Concept Maps and Meaningful Learning in Biology

Meaningful learning occurs when the learner interprets new information by relating it to and incorporating it with existing knowledge and then applies the new information to solve novel problems. Each concept does not stand on its own, but instead has a relationship with many others for meaning. It is for this reason that a concept map can be used to enhance meaningful learning (Briscoe & LaMaster, 1991; DiCarlo, 2006). A concept map is a non-linear diagrammatic representation of meaningful relationships between concepts. The concepts are linked by words that describe the relationships or connections between the concepts (DiCarlo, 2006). Such a form of learning is especially important in a scenario of expanding knowledge as we have today in Biology, so that new concepts must be linked to existing ones for any meaningful learning to take place. A student who tackles the new concepts without linking will of course not get the big idea and be lost at some point naturally. A poignant example is the topic of evolution. Evolution in the past was taught in two broad conceptual frameworks and these were the Darwinian and neoDarwinian concepts. The first dealt with natural selection and speciation, while the latter incorporated concepts in Mendelian genetics. The two were then linked by the Hardy-Weinberg theory. In contemporary evolutionary studies, the expanding fields of phylogenetics and molecular evolution have become significant in the topic and have revolutionised our understanding of both the organisation of life and how it has changed over time. On top of that, a student has to assimilate an understanding of biogeography and the study of fossil records into an understanding of how life evolved. The relationships between traditional classification and modern phylogenetics, natural selection versus neutral theory, natural selection, fossil records and biogeography have made the study of evolution one of the more challenging topics in the “A” levels. On the whole, students’ understanding is enhanced when they realise that as a theory, the theory of evolution is made up of many concepts, old ones linked to new ones and all linked to how life on earth has changed. A concept map approach to this study has been found to be the most suitable, as it explores the connections rather than an approach that is focused on discrete facts and rote learning.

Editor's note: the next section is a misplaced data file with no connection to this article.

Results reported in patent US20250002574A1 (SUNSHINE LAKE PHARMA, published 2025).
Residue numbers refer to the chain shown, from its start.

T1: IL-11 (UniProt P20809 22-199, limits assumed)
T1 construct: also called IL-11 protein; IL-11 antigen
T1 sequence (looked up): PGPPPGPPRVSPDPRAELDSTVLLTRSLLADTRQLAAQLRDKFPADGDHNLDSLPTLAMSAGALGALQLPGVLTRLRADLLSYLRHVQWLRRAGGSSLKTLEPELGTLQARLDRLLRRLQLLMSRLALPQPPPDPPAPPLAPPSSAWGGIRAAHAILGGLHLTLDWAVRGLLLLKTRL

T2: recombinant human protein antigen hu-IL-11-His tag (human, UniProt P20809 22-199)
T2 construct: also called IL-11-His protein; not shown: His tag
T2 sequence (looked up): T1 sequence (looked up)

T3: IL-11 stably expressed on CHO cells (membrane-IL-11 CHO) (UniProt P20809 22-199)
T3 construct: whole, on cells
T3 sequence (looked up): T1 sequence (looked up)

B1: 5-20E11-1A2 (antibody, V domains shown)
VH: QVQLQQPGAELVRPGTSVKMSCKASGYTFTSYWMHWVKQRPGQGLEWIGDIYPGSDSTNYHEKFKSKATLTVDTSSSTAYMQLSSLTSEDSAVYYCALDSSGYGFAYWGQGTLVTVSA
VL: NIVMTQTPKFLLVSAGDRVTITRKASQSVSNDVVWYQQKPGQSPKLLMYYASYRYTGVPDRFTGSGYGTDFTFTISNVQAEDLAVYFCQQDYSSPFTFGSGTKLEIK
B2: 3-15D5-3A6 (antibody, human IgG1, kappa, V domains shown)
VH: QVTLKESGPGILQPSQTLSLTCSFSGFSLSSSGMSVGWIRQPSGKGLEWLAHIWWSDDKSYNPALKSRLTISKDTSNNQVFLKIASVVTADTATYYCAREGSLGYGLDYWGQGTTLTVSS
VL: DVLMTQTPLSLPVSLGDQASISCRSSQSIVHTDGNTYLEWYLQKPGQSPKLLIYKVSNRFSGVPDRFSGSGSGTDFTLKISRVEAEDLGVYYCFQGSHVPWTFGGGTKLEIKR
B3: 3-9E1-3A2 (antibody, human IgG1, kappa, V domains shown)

Besides the forthright use of concept maps, conceptual learning can be advocated for demonstrating the genuine usefulness of the topic. This creates meaning and ensures that learning is interest-driven. Hence, Herron, Parr, Davis and Nelson (2010) designed a theme-based instruction for sickle-cell anaemia that connected diverse concepts such as genetics, biogeography and cell biology into a thematic unit. Sickle-cell anaemia is a topic personally relevant to students in the United States as 80,000 Americans suffer from the disease, and African Americans show an 8 % gene frequency of the allele. However, the way this disease is presented to learners tends to be oversimplified and often obsolete. Generally, Herron et al. (2010) postulated that teachers would agree that students would respond positively to topics that demonstrate genuine usefulness. They went on to write the unit with connections to various other concepts such as evolution, biochemistry, ethics and epistemology. What was interesting in this study was that such a conceptual way of teaching Biology actually enhanced the teachers’ own understanding of the links between the concepts further.

As was mentioned earlier, at the heart of concept-based learning is conceptual change. Biology educators Tanner and Allen (2005) point out that due to the stepwise nature of testing and checking competing conceptualisations, the learning becomes personal and well integrated into students’ own frameworks for understanding. In fact, conceptual change is very much the way that a scientist learns in the laboratory, which is a far cry from the way teachers approach classroom science. One way of checking on learners’ conceptual understanding has been put forth by Anderson, Fisher and Norman (2002), who developed a Conceptual Inventory of Natural Selection (CINS) that employs known alternative conceptions as “wrong answers” in a multiple-choice assessment tool. Such assessment tools can be useful for instructors to understand which misconceptions are prevalent, why students had the wrong concept, and how instructors can be allowed to facilitate conceptual change.

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